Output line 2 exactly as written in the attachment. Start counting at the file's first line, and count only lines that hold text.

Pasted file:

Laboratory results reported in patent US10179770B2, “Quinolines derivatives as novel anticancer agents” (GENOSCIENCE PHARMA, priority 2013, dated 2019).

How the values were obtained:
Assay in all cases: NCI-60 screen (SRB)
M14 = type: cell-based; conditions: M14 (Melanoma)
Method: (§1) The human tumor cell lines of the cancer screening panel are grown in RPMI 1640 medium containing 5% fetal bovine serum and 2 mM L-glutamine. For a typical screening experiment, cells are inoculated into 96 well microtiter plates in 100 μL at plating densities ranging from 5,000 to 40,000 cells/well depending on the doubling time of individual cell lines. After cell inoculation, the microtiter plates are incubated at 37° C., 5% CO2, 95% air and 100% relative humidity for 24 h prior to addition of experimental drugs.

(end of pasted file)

How the values were obtained: